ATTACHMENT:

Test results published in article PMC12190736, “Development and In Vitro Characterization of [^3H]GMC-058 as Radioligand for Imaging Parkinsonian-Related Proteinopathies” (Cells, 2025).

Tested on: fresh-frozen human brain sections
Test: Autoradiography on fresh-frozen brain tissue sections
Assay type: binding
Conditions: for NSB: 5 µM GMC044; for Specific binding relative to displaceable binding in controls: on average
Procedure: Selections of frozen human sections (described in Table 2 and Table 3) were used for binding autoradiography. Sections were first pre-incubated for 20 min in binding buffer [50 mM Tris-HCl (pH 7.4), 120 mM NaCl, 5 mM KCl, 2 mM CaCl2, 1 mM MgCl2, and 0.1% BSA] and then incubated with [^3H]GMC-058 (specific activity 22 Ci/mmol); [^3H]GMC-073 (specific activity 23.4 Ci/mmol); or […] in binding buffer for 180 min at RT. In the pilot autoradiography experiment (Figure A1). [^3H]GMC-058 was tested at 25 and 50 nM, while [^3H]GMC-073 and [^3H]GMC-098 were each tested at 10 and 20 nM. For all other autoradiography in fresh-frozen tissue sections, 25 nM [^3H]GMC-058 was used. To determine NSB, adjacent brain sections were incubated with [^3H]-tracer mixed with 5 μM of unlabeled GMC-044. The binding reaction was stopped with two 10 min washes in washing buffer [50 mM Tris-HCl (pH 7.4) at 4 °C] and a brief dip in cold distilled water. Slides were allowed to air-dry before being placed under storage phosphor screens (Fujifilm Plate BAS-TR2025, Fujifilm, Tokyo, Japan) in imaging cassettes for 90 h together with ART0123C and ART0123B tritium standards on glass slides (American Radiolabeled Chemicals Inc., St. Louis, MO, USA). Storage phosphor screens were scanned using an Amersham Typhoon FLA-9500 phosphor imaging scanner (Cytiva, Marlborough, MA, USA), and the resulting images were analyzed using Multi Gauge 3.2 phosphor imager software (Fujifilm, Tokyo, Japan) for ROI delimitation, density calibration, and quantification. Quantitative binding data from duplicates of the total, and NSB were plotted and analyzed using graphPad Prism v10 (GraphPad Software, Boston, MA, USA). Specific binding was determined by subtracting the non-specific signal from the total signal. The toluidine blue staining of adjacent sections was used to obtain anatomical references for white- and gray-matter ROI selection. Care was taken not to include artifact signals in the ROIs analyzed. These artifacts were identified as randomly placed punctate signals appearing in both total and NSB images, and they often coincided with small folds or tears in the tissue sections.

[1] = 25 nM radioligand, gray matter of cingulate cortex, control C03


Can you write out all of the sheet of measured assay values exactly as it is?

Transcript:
Test results published in article PMC12190736, “Development and In Vitro Characterization of [^3H]GMC-058 as Radioligand for Imaging Parkinsonian-Related Proteinopathies” (Cells, 2025).

Tested on: fresh-frozen human brain sections
Test: Autoradiography on fresh-frozen brain tissue sections
Assay type: binding
Conditions: for NSB: 5 µM GMC044; for Specific binding relative to displaceable binding in controls: on average
Procedure: Selections of frozen human sections (described in Table 2 and Table 3) were used for binding autoradiography. Sections were first pre-incubated for 20 min in binding buffer [50 mM Tris-HCl (pH 7.4), 120 mM NaCl, 5 mM KCl, 2 mM CaCl2, 1 mM MgCl2, and 0.1% BSA] and then incubated with [^3H]GMC-058 (specific activity 22 Ci/mmol); [^3H]GMC-073 (specific activity 23.4 Ci/mmol); or […] in binding buffer for 180 min at RT. In the pilot autoradiography experiment (Figure A1). [^3H]GMC-058 was tested at 25 and 50 nM, while [^3H]GMC-073 and [^3H]GMC-098 were each tested at 10 and 20 nM. For all other autoradiography in fresh-frozen tissue sections, 25 nM [^3H]GMC-058 was used. To determine NSB, adjacent brain sections were incubated with [^3H]-tracer mixed with 5 μM of unlabeled GMC-044. The binding reaction was stopped with two 10 min washes in washing buffer [50 mM Tris-HCl (pH 7.4) at 4 °C] and a brief dip in cold distilled water. Slides were allowed to air-dry before being placed under storage phosphor screens (Fujifilm Plate BAS-TR2025, Fujifilm, Tokyo, Japan) in imaging cassettes for 90 h together with ART0123C and ART0123B tritium standards on glass slides (American Radiolabeled Chemicals Inc., St. Louis, MO, USA). Storage phosphor screens were scanned using an Amersham Typhoon FLA-9500 phosphor imaging scanner (Cytiva, Marlborough, MA, USA), and the resulting images were analyzed using Multi Gauge 3.2 phosphor imager software (Fujifilm, Tokyo, Japan) for ROI delimitation, density calibration, and quantification. Quantitative binding data from duplicates of the total, and NSB were plotted and analyzed using graphPad Prism v10 (GraphPad Software, Boston, MA, USA). Specific binding was determined by subtracting the non-specific signal from the total signal. The toluidine blue staining of adjacent sections was used to obtain anatomical references for white- and gray-matter ROI selection. Care was taken not to include artifact signals in the ROIs analyzed. These artifacts were identified as randomly placed punctate signals appearing in both total and NSB images, and they often coincided with small folds or tears in the tissue sections.

[1] = 25 nM radioligand, gray matter of cingulate cortex, control C03